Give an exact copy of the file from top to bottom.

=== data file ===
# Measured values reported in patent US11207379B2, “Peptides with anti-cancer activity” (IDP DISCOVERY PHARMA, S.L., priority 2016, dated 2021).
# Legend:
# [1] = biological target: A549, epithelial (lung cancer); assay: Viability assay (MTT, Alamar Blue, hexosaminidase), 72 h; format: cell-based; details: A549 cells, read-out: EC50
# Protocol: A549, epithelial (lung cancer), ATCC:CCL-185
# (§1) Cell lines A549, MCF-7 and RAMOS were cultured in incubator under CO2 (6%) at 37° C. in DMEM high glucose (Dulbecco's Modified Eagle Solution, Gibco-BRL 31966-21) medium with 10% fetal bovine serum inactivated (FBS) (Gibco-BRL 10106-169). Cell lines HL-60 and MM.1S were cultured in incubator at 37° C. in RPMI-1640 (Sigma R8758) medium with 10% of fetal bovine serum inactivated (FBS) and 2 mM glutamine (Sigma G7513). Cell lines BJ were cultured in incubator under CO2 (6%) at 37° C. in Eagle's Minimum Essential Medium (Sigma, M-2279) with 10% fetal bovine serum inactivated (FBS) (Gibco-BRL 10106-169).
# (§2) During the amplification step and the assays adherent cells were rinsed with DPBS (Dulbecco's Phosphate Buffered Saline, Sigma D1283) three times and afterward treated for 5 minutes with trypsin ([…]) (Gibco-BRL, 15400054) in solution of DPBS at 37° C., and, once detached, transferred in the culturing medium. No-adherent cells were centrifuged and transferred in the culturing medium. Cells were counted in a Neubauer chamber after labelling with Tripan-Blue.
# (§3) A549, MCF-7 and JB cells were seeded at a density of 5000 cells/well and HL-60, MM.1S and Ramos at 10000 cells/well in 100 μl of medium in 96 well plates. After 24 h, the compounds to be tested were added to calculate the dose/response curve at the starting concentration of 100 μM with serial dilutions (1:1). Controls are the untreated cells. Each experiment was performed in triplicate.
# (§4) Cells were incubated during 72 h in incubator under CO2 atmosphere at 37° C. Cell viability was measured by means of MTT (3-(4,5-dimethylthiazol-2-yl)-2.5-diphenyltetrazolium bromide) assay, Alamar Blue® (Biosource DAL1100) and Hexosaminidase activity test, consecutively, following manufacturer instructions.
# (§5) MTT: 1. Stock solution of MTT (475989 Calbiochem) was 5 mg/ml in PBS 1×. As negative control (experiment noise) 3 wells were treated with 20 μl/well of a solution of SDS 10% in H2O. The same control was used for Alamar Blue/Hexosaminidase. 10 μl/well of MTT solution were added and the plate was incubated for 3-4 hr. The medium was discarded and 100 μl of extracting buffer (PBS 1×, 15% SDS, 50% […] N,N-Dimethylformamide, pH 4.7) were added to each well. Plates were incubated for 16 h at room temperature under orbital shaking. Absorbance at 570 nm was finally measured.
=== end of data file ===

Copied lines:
# Measured values reported in patent US11207379B2, “Peptides with anti-cancer activity” (IDP DISCOVERY PHARMA, S.L., priority 2016, dated 2021).
# Legend:
# [1] = biological target: A549, epithelial (lung cancer); assay: Viability assay (MTT, Alamar Blue, hexosaminidase), 72 h; format: cell-based; details: A549 cells, read-out: EC50
# Protocol: A549, epithelial (lung cancer), ATCC:CCL-185
# (§1) Cell lines A549, MCF-7 and RAMOS were cultured in incubator under CO2 (6%) at 37° C. in DMEM high glucose (Dulbecco's Modified Eagle Solution, Gibco-BRL 31966-21) medium with 10% fetal bovine serum inactivated (FBS) (Gibco-BRL 10106-169). Cell lines HL-60 and MM.1S were cultured in incubator at 37° C. in RPMI-1640 (Sigma R8758) medium with 10% of fetal bovine serum inactivated (FBS) and 2 mM glutamine (Sigma G7513). Cell lines BJ were cultured in incubator under CO2 (6%) at 37° C. in Eagle's Minimum Essential Medium (Sigma, M-2279) with 10% fetal bovine serum inactivated (FBS) (Gibco-BRL 10106-169).
# (§2) During the amplification step and the assays adherent cells were rinsed with DPBS (Dulbecco's Phosphate Buffered Saline, Sigma D1283) three times and afterward treated for 5 minutes with trypsin ([…]) (Gibco-BRL, 15400054) in solution of DPBS at 37° C., and, once detached, transferred in the culturing medium. No-adherent cells were centrifuged and transferred in the culturing medium. Cells were counted in a Neubauer chamber after labelling with Tripan-Blue.
# (§3) A549, MCF-7 and JB cells were seeded at a density of 5000 cells/well and HL-60, MM.1S and Ramos at 10000 cells/well in 100 μl of medium in 96 well plates. After 24 h, the compounds to be tested were added to calculate the dose/response curve at the starting concentration of 100 μM with serial dilutions (1:1). Controls are the untreated cells. Each experiment was performed in triplicate.
# (§4) Cells were incubated during 72 h in incubator under CO2 atmosphere at 37° C. Cell viability was measured by means of MTT (3-(4,5-dimethylthiazol-2-yl)-2.5-diphenyltetrazolium bromide) assay, Alamar Blue® (Biosource DAL1100) and Hexosaminidase activity test, consecutively, following manufacturer instructions.
# (§5) MTT: 1. Stock solution of MTT (475989 Calbiochem) was 5 mg/ml in PBS 1×. As negative control (experiment noise) 3 wells were treated with 20 μl/well of a solution of SDS 10% in H2O. The same control was used for Alamar Blue/Hexosaminidase. 10 μl/well of MTT solution were added and the plate was incubated for 3-4 hr. The medium was discarded and 100 μl of extracting buffer (PBS 1×, 15% SDS, 50% […] N,N-Dimethylformamide, pH 4.7) were added to each well. Plates were incubated for 16 h at room temperature under orbital shaking. Absorbance at 570 nm was finally measured.